Presenting a paper entitled Convergences of Christianity, politics and culture in Mandela’s burial: An asset for a nation in transition, during the International Summer School, SMMS President Prof Simangaliso Kumalo, described the final ceremonies of former President Nelson Mandela as a rare expression of the deeply rooted interface between religion, politics and culture in the South African society.

“That this could occur in spite of the tensions that exist between the three worlds of Christianity, politics and cultural practices was an attempt of Mandela’s instruction that he be buried as a Christian. It was also an indication of the extent to which he had attempted to live his life by drawing resources from these three aspects: his culture as a Xhosa, his conversion to Christianity and his contribution to the political transition of the South African society as a leader,” Prof Kumalo said.

Mandela might be viewed as a person who consciously defined himself as an agent of the interface between culture, politics and faith, Prof Kumalo argued.

He said, “His burial was prepared for by the state, family and the church almost ten years before his death. He died in the presence of the state (a military doctor), traditional leadership (Chief Mandla and Mandela family) and the church (Rev Mehana). His memorial service in Johannesburg was conducted by political principals, supervised by traditional leadership and officiated by religious leaders. Preparation of his body for burial followed Xhosa traditional customs and rituals; the body lay in state at the Union building (a political practice) and Christian prayer services were held throughout the country.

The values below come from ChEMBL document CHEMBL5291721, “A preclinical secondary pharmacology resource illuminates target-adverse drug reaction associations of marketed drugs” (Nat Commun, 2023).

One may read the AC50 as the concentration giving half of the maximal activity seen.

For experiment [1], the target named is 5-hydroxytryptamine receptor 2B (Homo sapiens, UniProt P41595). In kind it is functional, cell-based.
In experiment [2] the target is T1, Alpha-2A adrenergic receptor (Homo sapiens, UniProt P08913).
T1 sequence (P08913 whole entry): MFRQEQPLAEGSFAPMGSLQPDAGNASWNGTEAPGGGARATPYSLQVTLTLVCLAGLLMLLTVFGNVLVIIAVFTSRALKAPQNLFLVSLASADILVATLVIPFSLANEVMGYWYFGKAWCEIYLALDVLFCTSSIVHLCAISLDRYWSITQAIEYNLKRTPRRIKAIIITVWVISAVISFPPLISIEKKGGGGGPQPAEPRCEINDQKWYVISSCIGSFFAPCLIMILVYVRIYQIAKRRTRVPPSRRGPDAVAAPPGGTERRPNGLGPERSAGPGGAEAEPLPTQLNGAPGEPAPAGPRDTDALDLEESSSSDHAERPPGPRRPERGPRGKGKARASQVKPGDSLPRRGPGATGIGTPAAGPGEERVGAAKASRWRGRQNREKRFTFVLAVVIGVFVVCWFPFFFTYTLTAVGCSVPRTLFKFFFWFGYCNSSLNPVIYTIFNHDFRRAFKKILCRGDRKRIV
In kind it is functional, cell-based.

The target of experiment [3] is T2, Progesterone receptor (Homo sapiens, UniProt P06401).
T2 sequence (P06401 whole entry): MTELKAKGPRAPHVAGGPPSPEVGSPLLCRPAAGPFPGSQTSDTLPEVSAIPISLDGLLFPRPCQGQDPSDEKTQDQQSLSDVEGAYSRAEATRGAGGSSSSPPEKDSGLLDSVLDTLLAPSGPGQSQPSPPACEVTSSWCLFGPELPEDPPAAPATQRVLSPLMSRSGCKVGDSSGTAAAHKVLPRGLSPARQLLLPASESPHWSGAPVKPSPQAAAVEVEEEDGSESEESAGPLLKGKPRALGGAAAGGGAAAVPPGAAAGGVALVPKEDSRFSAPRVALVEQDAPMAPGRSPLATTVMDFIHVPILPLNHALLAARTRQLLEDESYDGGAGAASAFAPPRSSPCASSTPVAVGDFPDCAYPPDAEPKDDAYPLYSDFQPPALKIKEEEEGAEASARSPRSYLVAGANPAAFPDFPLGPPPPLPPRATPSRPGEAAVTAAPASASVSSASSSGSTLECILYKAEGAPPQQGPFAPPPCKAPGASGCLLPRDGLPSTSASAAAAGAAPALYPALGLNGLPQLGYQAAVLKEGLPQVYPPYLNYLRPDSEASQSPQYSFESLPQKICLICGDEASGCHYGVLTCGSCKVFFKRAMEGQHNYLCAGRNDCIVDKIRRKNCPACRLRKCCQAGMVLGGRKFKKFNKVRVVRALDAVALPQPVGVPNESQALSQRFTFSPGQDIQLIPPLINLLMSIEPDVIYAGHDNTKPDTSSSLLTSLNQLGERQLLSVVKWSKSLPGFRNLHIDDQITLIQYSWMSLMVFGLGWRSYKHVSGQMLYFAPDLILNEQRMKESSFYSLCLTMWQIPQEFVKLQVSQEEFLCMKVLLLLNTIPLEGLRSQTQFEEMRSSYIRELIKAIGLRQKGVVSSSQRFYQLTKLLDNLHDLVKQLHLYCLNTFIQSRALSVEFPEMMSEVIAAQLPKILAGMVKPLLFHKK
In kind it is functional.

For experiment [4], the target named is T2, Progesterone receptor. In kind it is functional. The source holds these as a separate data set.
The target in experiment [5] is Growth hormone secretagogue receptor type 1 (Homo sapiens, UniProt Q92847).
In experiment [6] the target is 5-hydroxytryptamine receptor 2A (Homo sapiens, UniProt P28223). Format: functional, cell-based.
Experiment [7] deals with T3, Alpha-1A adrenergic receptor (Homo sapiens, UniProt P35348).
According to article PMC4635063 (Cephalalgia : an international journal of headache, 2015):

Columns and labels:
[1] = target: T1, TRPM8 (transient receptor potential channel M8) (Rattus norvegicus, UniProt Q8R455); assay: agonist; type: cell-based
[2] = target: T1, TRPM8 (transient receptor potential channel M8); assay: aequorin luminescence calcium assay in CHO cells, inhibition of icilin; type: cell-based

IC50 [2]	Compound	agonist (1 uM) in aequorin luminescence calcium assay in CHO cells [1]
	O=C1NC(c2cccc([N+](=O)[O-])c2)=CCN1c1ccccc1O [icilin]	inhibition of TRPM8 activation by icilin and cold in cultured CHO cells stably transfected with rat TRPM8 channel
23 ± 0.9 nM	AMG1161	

“When Mandela’s body arrived at Mthatha airport, it was in the political hands of the army. At the gate of the Mandela home, Deputy President, Cyril Ramaphosa handed over the body to the AbaThembu chiefs. The family handed over the body to the Methodist Church for burial according to his wishes.”

The convergence of the three was also evident at his burial: “At Mandela’s burial there was a clear accommodation of Christian rites with the structure of traditional ideals, both accompanied by political presence. Traditional leaders were clad in animal skins joining political leaders in dark suits, while religious leaders were clad in their red, purple, white and black clerical garbs,” Prof Kumalo said.

Yet there were also divergences between his Christian faith and his culture.

Prof Kumalo said, “Mandela overlooked his daughter and offered chieftainship to his grandson, Mandla. Gender stereotypes overcame him. Mandela allowed Graca to keep her former husband’s surname (Machel), something that was against his culture but allowed it as an act of magnanimity. Mandela also left some inheritance for Machel’s children much to the dissatisfaction of Winnie and the other children. This was another divergence from his culture. But this should be understood as another sign of his generosity and grace, which is consistent with Christianity, but not with his culture.”